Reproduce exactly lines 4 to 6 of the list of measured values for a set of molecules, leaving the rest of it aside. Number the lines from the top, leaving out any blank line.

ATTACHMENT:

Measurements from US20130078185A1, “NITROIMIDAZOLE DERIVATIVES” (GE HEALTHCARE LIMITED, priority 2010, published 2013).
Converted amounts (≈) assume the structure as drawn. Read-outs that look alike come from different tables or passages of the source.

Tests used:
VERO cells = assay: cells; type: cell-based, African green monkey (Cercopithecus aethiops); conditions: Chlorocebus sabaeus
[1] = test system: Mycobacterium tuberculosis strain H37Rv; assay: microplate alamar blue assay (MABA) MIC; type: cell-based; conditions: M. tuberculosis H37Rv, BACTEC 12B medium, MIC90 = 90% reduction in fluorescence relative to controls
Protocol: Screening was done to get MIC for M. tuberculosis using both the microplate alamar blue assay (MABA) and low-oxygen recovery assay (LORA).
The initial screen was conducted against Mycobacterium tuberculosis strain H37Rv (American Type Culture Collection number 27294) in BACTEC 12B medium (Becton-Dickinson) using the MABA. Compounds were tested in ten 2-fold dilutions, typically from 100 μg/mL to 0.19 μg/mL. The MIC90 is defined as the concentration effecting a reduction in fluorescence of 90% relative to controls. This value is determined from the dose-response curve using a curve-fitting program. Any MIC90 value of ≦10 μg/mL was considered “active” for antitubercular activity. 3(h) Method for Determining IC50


VERO cells = assay: cells; type: cell-based, African green monkey (Cercopithecus aethiops); conditions: Chlorocebus sabaeus
[1] = test system: Mycobacterium tuberculosis strain H37Rv; assay: microplate alamar blue assay (MABA) MIC; type: cell-based; conditions: M. tuberculosis H37Rv, BACTEC 12B medium, MIC90 = 90% reduction in fluorescence relative to controls
Protocol: Screening was done to get MIC for M. tuberculosis using both the microplate alamar blue assay (MABA) and low-oxygen recovery assay (LORA).